Thanks
            Yogish
            I prefer using BeanWrapper because it is part of Spring & easier to use, i guess. The good thing of using the BeanWrapper is i can pass the object wrapped inside it.
            Anyway, It doesn't really matter what underlying class you use for this bcoz they all use reflection underneath it.
            All ObjectHandlerUtils it does is call the setPropertyValue method and handle all of the exceptions that might arise from it.
            Also, it checks the datatype of the property & typecasts the value come from the database to it i.e. it uses valueOf methods on the datatype wrapper objects from lang package.
            I use custom type handlers, [i should be using PropertyEditors] to do all datatype conversions. A type handler factory returns the appropriate type handler for the given database type. Moreover, it also is able to convert java types to Oracle types for. e.g int to OracleTypes.INTEGER..all you need to do is register the types to the factory [by default it register all wrapper objects from the lang, but you can also register your own type such as BLOB type etc.]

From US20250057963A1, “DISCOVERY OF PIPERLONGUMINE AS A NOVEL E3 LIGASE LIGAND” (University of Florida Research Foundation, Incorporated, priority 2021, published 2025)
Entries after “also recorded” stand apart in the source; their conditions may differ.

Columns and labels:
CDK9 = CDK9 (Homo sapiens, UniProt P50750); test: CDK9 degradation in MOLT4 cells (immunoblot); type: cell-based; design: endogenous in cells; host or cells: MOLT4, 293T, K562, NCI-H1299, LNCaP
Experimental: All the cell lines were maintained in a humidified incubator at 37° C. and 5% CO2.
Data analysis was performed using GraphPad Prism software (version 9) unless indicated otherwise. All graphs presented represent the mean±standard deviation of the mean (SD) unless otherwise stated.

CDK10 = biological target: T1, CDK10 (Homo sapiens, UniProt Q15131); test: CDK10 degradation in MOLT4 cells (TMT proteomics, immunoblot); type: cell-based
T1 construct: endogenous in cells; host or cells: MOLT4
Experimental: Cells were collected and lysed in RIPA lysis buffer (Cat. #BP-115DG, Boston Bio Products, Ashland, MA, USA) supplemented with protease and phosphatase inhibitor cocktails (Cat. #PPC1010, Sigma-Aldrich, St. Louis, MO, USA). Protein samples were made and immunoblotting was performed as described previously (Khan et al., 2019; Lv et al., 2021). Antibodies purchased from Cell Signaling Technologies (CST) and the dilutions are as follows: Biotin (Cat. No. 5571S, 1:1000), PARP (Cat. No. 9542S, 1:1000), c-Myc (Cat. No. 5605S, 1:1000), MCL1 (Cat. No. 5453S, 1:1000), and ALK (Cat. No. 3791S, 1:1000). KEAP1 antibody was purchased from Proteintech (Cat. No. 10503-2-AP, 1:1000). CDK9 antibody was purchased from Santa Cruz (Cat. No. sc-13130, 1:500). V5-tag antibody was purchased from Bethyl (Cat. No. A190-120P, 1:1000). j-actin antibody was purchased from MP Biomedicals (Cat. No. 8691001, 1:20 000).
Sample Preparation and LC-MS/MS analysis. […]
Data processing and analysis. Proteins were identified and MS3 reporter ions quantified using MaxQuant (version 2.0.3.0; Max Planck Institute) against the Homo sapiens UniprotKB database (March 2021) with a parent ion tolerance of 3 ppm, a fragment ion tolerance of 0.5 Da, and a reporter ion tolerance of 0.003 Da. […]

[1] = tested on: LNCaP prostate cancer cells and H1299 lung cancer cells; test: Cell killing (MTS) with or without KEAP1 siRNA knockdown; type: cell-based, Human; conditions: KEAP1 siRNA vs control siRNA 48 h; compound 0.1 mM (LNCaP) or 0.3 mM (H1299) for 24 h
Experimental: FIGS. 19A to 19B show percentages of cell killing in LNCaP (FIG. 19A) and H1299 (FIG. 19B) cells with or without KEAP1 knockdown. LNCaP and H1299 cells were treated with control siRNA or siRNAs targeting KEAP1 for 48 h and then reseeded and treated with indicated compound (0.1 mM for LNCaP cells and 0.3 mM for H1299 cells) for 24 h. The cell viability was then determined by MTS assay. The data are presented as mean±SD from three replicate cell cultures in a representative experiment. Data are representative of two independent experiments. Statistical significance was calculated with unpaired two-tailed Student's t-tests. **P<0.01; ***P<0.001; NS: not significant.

Also check my post on validator framework. You can use Spring's AOP to intercept DAO /Services & validate information sent to them...for e.g.
            Code:
            public void doSomeUpdate(SomeDomainObject object) { 
                  //call persistence layer to save this object
            }
            In the above code you might want to validate some business rules before the method calls the persistence layer, but you don't want to hardcode it in their.
            I uses AOP to intercept this call & validate the object before the method is executed.
            Last edited by Spring Guy; Jun 6th, 2006, 01:57 PM.

            Comment